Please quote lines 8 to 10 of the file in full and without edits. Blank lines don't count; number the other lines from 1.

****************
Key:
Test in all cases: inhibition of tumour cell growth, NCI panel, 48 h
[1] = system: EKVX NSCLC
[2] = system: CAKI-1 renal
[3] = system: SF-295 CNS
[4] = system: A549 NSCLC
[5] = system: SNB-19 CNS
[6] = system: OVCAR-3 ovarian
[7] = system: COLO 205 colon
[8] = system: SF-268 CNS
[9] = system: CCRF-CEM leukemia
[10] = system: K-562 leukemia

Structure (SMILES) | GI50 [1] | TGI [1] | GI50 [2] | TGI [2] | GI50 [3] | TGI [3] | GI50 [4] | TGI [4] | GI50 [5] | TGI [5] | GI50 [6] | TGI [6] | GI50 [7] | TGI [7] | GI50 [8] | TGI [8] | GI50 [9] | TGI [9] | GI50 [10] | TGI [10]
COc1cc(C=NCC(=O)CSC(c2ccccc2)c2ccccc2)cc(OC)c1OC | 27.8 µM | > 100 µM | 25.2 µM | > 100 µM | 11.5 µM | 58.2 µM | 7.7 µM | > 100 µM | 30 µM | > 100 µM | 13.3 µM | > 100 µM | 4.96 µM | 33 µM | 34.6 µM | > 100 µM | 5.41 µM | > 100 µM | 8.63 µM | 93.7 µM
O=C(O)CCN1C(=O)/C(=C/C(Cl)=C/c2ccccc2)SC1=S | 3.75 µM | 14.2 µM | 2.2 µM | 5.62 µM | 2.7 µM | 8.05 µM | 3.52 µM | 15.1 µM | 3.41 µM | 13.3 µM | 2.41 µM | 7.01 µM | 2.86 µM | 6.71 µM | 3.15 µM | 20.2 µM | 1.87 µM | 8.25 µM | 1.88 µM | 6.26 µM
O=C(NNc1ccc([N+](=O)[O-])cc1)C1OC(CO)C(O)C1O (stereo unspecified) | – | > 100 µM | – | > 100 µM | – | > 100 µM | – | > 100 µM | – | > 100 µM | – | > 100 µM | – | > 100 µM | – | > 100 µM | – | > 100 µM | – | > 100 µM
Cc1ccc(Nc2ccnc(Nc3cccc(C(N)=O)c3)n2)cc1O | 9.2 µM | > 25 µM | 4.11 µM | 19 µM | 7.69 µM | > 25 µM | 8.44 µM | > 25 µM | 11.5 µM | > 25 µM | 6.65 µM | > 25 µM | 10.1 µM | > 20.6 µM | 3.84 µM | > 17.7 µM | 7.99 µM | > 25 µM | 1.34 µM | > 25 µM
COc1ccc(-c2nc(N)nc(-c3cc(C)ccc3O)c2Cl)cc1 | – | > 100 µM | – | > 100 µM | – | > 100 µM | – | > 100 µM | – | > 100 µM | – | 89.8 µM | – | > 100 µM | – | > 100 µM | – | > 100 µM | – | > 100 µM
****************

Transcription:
[6] = system: OVCAR-3 ovarian
[7] = system: COLO 205 colon
[8] = system: SF-268 CNS